How I’m Fighting Resentment as a Stepmom

by | Mar 2, 2020 | Parenting, Stepfamily

“Will you always be my stepmom?”

Down went the clean laundry I was busy folding. I looked up. My stepson was watching me intently. It was just the two of us, in a rare bit of quiet. I searched for an answer.

“Well, I will be your stepmom as long as your daddy and I are married.” I wanted to be accurate, but also reassuring. “So that means yes, I will always be your stepmom. Because your daddy and I are going to stay married no matter what.”

Eyes wise and sad, he looked back at me.

“Don’t be so sure.” He said it like an old and knowing teacher, trying to help me out of my youthful naïveté. He was six.

In the stunned silence that followed, he scampered back to his Lego while I struggled to absorb what had just happened and what it meant.

That was when I realized just how uncertain the world is for my stepsons. In my stepsons’ world, families fall apart. Moms and dads don’t love each other anymore, and even the most hopeful couples are doomed to break their promises. In their world, you can’t count on grown-ups to follow through.

Such a different world from the one I knew as a child. In my world, Mom and Dad smooched in the kitchen while we kids groaned in mock horror. They took off on romantic weekends and cross-country skied together all winter long. Never once did the possibility of divorce even occur to me. In my world, marriage was forever and it was wonderful.

In my mind, I held the two worlds up side-by-side — one incredibly sad and one incredibly sure.  My heart hurt, and I touched the edges of a compassion alarming in its dimensions. They were too young to have lost this much. And none of it was up to them.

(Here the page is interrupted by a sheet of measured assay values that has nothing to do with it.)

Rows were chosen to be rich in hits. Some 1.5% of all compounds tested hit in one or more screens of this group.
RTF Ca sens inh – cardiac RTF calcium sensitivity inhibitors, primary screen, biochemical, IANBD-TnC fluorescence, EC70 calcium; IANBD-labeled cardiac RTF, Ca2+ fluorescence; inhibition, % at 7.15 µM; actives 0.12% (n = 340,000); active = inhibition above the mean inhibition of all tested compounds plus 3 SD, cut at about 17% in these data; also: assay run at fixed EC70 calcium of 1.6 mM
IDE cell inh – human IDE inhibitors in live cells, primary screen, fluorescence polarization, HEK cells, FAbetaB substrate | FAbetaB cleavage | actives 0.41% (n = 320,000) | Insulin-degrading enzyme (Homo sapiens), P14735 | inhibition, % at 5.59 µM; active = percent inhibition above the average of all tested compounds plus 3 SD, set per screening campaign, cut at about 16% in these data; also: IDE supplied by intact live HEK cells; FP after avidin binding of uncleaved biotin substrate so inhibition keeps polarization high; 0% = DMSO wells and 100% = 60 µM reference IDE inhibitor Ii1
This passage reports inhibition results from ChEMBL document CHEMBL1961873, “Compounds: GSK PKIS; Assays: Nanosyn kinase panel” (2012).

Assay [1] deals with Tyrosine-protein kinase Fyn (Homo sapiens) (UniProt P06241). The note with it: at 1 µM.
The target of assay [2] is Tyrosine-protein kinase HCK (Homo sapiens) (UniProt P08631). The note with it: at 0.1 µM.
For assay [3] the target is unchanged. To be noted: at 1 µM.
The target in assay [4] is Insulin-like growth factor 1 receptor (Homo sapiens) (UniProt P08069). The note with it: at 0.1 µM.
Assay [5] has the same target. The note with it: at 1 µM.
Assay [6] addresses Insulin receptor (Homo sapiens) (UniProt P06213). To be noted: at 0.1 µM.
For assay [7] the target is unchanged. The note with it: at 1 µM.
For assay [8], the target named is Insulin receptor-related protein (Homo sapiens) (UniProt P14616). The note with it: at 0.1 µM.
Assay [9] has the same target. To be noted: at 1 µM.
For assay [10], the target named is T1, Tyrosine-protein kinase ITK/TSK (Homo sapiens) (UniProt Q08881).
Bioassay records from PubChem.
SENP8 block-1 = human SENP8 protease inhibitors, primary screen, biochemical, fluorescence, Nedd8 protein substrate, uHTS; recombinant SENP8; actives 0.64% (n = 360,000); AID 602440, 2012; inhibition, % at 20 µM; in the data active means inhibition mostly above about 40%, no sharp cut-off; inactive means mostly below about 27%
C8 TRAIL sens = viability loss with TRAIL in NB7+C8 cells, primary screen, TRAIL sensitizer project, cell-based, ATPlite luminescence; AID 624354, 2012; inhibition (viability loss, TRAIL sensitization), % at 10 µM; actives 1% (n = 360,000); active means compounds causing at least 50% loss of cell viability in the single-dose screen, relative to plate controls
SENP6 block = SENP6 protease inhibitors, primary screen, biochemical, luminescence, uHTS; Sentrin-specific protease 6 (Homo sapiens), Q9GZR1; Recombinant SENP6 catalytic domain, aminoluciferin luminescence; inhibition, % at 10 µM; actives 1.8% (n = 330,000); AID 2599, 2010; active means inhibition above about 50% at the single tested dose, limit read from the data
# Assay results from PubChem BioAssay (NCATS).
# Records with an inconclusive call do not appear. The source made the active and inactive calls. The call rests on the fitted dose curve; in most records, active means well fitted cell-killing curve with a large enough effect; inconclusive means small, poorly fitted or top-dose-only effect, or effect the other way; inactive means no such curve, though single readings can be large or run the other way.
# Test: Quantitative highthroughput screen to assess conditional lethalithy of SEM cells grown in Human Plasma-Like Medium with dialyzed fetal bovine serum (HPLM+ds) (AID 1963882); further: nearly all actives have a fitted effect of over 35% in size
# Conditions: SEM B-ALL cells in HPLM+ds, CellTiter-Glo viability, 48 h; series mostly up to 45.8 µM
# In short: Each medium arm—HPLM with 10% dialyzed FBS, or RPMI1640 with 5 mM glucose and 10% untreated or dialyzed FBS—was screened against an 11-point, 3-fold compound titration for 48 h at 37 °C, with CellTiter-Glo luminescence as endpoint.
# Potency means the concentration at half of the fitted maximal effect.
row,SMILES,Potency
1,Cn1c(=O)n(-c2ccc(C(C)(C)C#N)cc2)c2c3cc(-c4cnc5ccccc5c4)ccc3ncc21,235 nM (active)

Start to finish, the encounter lasted maybe two minutes. But they are minutes that have stuck with me. More precisely, I have stuck to them. I keep going back to them, over and over. I need to, you see.

I need to feel my way back into that moment, hear the devastatingly casual tone of voice, look into the skeptical six-year-old eyes. Don’t be so sure. I need to let that sorrow wash over me again, and then again.

Compassion is a really good cure for resentment.

Resentment is a swamp. On the surface, there’s calm. Underneath you find simmering hurt and anger. Once you’re caught in the muck of it, it’s tough to extract yourself. Resentment clings to you.

When I became a stepmom, I discovered how easy it is to get stuck in resentment. And how difficult it is to find your way back out.

Life in a stepfamily involves a lot of loss. Small losses, big losses — they pile up in a heap.

For years I watched in wistful delight as my newlywed friends took off on cozy romantic weekends and Saturday adventures. At long last, it was my turn to get married. But there were no carefree, kid-free weekends when Michael and I started newlywed life.

My first baby was my husband’s third. First heartbeats, first kicks, first labour and delivery — for me it was miraculous and for Michael it was more of the same. He did his best, but he couldn’t help it that none of this was new to him. At a time when I wanted it to be the two of us heading into the wild unknown of parenthood, I felt alone.